DID TONY’S ANNOUNCEMENT AT TALLADEGA LAST WEEK CREATE ANY ANXIETY ON YOUR PART ABOUT HAVING TO RE-SIGN YOUR GUYS? “It didn’t have any effect on me or what we can do. We’re going to do everything that we can for our drivers and everything that we can negotiate with our sponsors to make the best deal that we can. The thing that we had with Mark for so many years as NASCAR was growing and the team was establishing itself, we typically had a five-year or a four-year deal with Mark and we would tear it up in two or three – tear it up short of the term – and I think the only time that Mark had a contract that ran out was the last one. For all the middle years – the 20 years of being together – if he had a four-year deal, we re-wrote it every two or three years and I was happy with that and would be happier with that than running these programs out to the end of their term and then having the anxiety that goes with figuring out what’s going to happen next.”

CARL AND GREG BOTH SAID TODAY THAT ROBBIE REISER IS A REAL DRAW IN HIS NEW ROLE. CAN YOU TALK ABOUT THAT? “Robbie Reiser is one of a number of people that are doing a nice job. Certainly I don’t attribute more confidence in Robbie than I do Chris Andrews or any number of other people that have got responsibility. Robbie is not specifically in charge of the competition. He’s the general manager, which means he has more to do with personnel issues than he does the responsibility for where the speed is in the cars. He doesn’t have that title and he doesn’t carry that mantel, but he is the general manager and he’s most responsible for putting together the pit crews and seeing to it that from a manufacturing point of view that we’re efficiently operating through the shop, but I wouldn’t characterize him as being the guy that’s responsible for how well we’re running. That is not his charge.”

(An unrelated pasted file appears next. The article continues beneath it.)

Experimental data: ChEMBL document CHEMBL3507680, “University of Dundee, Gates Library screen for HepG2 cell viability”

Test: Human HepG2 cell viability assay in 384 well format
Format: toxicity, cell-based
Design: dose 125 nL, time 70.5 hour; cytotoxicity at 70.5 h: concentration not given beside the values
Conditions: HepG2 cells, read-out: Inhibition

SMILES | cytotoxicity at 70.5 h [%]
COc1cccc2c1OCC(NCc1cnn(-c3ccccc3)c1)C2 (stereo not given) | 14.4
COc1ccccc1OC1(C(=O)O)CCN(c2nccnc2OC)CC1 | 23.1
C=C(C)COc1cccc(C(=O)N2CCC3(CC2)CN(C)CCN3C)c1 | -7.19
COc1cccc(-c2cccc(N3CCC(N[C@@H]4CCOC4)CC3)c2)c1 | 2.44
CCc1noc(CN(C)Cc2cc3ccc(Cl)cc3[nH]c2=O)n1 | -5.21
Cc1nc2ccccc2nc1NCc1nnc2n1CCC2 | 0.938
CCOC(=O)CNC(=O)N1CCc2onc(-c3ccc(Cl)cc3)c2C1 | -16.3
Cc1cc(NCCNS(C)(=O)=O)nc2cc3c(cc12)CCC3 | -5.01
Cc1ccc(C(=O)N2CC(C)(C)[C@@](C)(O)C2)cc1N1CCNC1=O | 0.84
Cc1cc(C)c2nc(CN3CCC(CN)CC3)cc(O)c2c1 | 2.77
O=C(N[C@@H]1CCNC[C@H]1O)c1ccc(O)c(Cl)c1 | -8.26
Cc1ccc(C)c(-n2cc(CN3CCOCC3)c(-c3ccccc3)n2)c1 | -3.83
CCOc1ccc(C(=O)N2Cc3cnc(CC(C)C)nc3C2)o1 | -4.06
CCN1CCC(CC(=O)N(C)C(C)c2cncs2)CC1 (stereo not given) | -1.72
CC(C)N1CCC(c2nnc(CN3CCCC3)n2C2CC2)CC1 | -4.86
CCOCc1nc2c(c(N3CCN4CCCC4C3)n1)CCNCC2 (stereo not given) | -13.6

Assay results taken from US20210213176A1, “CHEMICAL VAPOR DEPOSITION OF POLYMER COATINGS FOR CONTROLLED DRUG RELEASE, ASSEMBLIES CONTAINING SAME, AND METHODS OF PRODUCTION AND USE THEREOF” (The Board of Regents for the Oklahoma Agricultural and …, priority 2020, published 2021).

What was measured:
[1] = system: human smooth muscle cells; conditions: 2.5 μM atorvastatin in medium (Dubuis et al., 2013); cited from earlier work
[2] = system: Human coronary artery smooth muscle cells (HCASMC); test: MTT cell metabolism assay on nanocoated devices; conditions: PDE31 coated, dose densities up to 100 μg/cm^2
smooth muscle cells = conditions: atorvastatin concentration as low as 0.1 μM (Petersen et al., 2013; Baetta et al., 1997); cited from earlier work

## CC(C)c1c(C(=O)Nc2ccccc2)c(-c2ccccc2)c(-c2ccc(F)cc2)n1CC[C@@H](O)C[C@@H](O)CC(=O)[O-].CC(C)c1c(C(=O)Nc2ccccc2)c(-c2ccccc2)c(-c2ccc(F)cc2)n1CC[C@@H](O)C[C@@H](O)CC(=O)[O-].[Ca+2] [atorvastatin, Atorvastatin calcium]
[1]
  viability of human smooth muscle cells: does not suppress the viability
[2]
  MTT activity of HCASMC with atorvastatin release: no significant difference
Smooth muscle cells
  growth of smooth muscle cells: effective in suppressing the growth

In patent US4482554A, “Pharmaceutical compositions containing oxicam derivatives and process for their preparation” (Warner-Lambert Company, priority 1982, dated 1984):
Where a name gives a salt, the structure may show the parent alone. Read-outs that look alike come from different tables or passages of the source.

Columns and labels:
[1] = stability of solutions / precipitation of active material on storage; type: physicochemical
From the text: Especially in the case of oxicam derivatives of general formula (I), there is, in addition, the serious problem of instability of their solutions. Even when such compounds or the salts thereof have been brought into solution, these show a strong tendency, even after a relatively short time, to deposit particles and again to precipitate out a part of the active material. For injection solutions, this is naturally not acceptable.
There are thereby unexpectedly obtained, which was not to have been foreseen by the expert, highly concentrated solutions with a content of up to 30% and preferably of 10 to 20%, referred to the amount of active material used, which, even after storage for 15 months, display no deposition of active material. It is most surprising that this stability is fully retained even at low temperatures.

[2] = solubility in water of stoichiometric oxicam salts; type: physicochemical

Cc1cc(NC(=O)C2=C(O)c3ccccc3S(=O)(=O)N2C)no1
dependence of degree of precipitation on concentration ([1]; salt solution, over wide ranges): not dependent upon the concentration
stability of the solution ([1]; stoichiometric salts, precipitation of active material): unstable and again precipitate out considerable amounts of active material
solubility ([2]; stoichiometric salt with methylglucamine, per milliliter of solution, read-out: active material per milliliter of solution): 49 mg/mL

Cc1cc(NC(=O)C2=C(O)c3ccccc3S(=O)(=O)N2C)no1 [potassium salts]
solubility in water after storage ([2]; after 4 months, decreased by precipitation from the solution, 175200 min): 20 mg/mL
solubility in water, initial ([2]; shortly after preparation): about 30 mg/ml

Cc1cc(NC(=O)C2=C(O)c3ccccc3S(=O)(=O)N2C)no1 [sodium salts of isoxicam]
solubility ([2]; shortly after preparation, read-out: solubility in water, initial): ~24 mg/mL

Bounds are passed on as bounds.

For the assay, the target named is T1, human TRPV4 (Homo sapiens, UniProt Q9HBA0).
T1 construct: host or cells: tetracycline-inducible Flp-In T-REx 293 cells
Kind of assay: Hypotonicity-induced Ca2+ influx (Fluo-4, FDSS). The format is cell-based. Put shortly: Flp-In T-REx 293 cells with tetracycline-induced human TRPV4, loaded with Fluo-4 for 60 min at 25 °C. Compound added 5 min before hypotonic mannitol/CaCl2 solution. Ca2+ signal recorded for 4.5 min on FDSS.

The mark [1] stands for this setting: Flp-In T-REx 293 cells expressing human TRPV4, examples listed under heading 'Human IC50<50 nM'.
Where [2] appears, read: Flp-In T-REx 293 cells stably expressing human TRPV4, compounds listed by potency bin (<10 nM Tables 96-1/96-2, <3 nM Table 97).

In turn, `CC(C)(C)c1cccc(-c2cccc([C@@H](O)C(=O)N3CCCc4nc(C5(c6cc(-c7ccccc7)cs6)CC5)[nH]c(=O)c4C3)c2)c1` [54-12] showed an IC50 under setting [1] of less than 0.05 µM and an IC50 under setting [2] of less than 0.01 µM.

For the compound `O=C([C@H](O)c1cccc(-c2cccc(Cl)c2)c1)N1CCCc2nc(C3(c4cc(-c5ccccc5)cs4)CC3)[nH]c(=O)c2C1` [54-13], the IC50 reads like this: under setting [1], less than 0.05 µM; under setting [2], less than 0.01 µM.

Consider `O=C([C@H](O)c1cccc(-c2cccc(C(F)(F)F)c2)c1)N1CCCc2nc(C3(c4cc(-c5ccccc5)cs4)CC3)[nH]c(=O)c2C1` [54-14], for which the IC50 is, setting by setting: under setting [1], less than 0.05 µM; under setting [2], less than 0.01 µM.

THEY SEEM TO HAVE A LOT OF CONFIDENCE IN ROBBIE. “I’m glad they’re glad about that.” HOW WOULD YOU DESCRIBE THE NEGOTIATIONS WITH GREG? “It started early and then it stopped. And then it started again and stopped again. Right now, to the best of my knowledge, I don’t know what’s happened in the last week – I know Greg has made comments indicating that he has every expectation of staying and certainly that’s where my heart is, but I’m not aware that there’s been tangible progress toward getting the contracts agreed upon in the last month. There may be, but I’m not aware of it.”

GREG INDICATED 3M WOULD BE A PART OF THAT TEAM. DO YOU HAVE SPONSORSHIP SET FOR GREG AND CARL? “The sponsorship is past the term and each sponsor has got his own period of commitment, but we’ve got sponsors, I’m going to say, lined up for both of those cars at varying levels of interest. I know that the 16 car, I think, does not have a sponsor with enough commitment or allocation to run the whole program for the whole year, so we’re putting together a number of different things, and I guess the same thing is true of the 99. I don’t think that we’ve got one sponsor that is going to make the commitment for the entire year. Aflac and Office Depot and maybe one or two others are buying for parts of the year and parts of the schedule. So it’s really changed the dimension, where you’d sit down and talk to one sponsor about one driver for a specific period of time. For the most part, it’s more than two-dimensional that way. There’s a great interest in being involved with both of those programs without the necessity or the preference of the sponsors involved to have the entire car for the entire year.”